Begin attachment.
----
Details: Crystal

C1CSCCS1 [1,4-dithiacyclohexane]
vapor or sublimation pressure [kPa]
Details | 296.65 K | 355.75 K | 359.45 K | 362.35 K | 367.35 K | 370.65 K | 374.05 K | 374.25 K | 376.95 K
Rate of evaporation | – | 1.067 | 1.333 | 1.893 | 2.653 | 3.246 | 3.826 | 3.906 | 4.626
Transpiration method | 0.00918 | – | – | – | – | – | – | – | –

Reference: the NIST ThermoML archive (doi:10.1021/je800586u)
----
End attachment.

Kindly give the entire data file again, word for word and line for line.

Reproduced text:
Details: Crystal

C1CSCCS1 [1,4-dithiacyclohexane]
vapor or sublimation pressure [kPa]
Details | 296.65 K | 355.75 K | 359.45 K | 362.35 K | 367.35 K | 370.65 K | 374.05 K | 374.25 K | 376.95 K
Rate of evaporation | – | 1.067 | 1.333 | 1.893 | 2.653 | 3.246 | 3.826 | 3.906 | 4.626
Transpiration method | 0.00918 | – | – | – | – | – | – | – | –

Reference: the NIST ThermoML archive (doi:10.1021/je800586u)